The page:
In many ways, the refreshing and observing Cat in the Wall film by Mina Mileva and Vesela Kazakova would have been served better by a Cat in the Property title; At times trying to make its own mind which narrative path to follow, it still registers a sense of loss for communal dreams of co-habitation in a London area ready to welcome Brexit.
The film focus is Irina (Irina Atanasova) an energetic, irritable but still common-sense minded Bulgarian in London. IIrina owns her own flat in South Eastern London, in a building that was probably the result of post-WWII social welfare benefit politics (but now it seems to have been left to its own devices). Irina has many artistic projects that won't really materialize, and a night bar job to feed her 5-year-old son Jodo (Orlin Asenov). Her historian brother Vladimir (Angel Genov), a rather dreamy character but a delight to be with kids, lives with her in a perennial search for a work.
And there are the neighbours. In a film where gentrification is even spelled out and debated on screen, the most interesting aspect are now the conflicts appearing between old and new immigrants, UK and Europeans, dogs and cats. An early narrative thread that points out to the restoration of the whole building (with owners having to pay at least 26,000 GBP for its maintenance) seems to move towards Ken Loach territory. Irina, as the most energetic among her neighbors, organizes a meeting for flat owners and building tenants, everything is debated and then decided that nothing can be done.
Here enters Goldie, the ginger cat. For a cat who only appears for a very limited screen time, Goldie has indeed a crucial role to play and unite both the themes of disappointment, and disenchantment with what is used to be communal and neighbourly - now only a battleground for more fights. In a twist of expectations, Goldie won't unite the opposing fractions, it will simply mess up things so much that all politeness will go haywire. Being the contestant for two families, it will simply be the ex machina animal to put those against each other.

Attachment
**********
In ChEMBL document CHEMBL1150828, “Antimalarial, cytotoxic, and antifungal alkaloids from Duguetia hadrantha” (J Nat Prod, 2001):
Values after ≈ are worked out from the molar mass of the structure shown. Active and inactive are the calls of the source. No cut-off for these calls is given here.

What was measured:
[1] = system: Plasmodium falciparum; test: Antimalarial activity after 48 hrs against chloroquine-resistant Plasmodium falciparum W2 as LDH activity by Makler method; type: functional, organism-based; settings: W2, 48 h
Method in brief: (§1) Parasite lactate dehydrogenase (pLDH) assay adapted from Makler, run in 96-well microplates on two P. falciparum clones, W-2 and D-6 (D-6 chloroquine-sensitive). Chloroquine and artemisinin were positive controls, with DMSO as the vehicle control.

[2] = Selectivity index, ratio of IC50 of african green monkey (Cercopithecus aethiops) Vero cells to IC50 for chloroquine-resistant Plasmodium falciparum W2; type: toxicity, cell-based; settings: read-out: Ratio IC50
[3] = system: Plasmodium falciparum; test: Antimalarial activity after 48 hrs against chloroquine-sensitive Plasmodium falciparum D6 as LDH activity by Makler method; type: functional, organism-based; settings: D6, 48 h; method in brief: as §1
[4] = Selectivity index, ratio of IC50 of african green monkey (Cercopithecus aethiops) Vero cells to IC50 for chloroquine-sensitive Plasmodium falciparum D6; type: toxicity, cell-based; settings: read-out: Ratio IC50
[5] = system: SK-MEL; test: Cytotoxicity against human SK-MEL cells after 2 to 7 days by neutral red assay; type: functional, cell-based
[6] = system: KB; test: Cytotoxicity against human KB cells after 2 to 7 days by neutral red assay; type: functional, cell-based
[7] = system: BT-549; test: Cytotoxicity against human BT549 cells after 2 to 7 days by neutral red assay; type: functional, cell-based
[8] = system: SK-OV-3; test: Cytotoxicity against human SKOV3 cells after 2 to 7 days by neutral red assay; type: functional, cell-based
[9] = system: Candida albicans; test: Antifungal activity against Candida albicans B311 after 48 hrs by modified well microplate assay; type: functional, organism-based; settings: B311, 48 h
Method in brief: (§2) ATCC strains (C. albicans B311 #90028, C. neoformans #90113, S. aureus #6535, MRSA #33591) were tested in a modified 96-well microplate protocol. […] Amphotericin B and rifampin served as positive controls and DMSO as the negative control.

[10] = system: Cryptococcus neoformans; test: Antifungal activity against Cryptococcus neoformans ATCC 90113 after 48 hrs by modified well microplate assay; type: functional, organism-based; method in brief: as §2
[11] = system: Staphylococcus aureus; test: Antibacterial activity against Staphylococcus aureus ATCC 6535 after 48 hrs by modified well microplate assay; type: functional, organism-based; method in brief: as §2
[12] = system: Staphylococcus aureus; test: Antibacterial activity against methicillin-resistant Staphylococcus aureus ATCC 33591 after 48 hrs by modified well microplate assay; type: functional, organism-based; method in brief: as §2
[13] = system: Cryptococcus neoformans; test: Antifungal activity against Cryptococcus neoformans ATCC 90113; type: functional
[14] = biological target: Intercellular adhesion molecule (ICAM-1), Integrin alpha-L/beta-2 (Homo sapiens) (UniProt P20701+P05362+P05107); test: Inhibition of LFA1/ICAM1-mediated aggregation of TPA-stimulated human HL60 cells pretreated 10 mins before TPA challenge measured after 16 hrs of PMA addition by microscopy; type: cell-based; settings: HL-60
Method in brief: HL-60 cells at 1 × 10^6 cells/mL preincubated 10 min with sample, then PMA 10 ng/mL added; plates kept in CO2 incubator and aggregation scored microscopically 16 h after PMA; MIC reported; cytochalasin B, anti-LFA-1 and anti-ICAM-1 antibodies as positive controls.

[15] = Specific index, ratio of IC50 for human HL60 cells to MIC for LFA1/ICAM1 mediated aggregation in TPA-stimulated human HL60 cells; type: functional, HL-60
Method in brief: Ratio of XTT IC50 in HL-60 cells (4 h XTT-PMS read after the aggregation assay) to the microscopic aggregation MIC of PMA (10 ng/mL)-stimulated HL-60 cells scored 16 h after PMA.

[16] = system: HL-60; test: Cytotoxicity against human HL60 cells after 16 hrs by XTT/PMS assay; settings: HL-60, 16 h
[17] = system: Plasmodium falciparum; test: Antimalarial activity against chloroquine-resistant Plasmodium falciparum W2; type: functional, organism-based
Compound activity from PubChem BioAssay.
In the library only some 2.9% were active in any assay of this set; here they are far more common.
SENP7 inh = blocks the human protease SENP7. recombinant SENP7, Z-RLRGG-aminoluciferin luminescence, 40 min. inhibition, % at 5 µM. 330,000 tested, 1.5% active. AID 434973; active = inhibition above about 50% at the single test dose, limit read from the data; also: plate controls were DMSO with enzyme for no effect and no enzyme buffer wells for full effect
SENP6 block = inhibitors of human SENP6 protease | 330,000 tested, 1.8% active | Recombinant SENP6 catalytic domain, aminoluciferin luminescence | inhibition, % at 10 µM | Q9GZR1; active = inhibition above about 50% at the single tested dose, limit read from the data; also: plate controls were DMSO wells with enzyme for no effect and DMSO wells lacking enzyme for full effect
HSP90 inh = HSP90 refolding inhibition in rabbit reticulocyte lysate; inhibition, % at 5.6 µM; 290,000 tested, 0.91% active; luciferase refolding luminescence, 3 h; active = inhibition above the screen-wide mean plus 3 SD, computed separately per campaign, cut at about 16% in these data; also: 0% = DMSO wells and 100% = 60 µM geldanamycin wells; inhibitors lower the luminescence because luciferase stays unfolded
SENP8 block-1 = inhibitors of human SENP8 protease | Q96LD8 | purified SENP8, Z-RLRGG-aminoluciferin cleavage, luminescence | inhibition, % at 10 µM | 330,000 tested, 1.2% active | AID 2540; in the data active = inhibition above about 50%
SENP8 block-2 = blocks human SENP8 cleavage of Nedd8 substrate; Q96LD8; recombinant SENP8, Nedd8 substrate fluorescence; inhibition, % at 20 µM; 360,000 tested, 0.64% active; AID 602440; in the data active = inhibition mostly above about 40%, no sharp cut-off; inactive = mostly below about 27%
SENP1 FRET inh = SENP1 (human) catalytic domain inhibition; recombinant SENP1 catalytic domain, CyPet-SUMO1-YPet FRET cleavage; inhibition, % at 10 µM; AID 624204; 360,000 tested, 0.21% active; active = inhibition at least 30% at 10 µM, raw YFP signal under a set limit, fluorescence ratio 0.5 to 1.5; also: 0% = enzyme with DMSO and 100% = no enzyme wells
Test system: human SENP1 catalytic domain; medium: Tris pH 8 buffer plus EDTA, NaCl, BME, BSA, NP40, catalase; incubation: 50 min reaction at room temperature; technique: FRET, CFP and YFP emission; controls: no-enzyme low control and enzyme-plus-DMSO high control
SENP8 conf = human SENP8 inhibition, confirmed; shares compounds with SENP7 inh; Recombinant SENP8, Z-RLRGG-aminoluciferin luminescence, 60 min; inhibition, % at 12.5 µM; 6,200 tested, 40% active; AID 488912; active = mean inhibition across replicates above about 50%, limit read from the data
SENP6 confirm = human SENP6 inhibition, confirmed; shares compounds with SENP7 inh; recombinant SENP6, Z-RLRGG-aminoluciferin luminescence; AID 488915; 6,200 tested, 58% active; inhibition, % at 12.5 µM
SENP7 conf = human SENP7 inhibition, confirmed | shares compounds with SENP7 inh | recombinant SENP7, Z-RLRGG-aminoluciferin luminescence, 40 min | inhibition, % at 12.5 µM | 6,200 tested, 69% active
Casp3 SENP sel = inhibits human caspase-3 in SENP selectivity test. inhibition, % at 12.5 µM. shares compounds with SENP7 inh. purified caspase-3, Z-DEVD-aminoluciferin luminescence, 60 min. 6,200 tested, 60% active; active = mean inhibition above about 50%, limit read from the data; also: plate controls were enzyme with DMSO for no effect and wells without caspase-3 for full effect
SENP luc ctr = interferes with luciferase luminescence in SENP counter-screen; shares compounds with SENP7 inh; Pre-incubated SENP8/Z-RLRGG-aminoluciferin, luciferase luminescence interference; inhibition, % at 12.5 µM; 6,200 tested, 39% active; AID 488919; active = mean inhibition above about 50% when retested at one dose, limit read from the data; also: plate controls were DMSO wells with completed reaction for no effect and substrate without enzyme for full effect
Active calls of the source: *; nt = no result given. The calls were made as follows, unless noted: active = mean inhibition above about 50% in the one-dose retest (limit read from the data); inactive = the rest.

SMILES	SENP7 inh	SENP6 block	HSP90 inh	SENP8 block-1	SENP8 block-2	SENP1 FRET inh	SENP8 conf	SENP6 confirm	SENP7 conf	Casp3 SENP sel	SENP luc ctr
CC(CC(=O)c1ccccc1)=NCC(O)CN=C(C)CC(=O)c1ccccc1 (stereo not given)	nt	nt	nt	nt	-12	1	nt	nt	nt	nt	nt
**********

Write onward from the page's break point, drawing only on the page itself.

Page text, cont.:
Cat in the Wall proceeds in many revelations and stories (of abuse, exhibitionism) that seem altogether real - the area is portrayed as nothing less like an abandoned place ready to go on fire- yet seem to be thrown in to add more credibility to a theme that is already plausible enough. Camerawork utilizes both the external and the internal, and it is particularly impressive in those balcony moments - the place where two different worlds meet. And it is also a wonder to immerse in the worn-out flat of Debby, an English lady now retired from her own hopes but being joined by the disparate likes of Marley, Bowie in her wall.
Exercising a less firm hand over the amount of drama the film really wants to allow, Cat in the Wall still purrs with genuine affection and attracts your attention. It is a blue-tinged story of people who would really like to get along with each other, if they had the understanding, education or opportunity -but apparently they can't.
Director: Mina Mileva, Vesela Kazakova | Country: Bulgaria, Great Britain, France (2019, 1:32) | Producer: Mina Mileva, Vesela Kazakova | Screenwriter: Mina Mileva, Vesela Kazakova | DoP: Dimitar Kostov | Editor: Donka Ivanova | Music: Andy Cowton | Cast: Irina Atanasova, Angel Genov, Orlin Asenov | Production: Activist38, Ici et Là Productions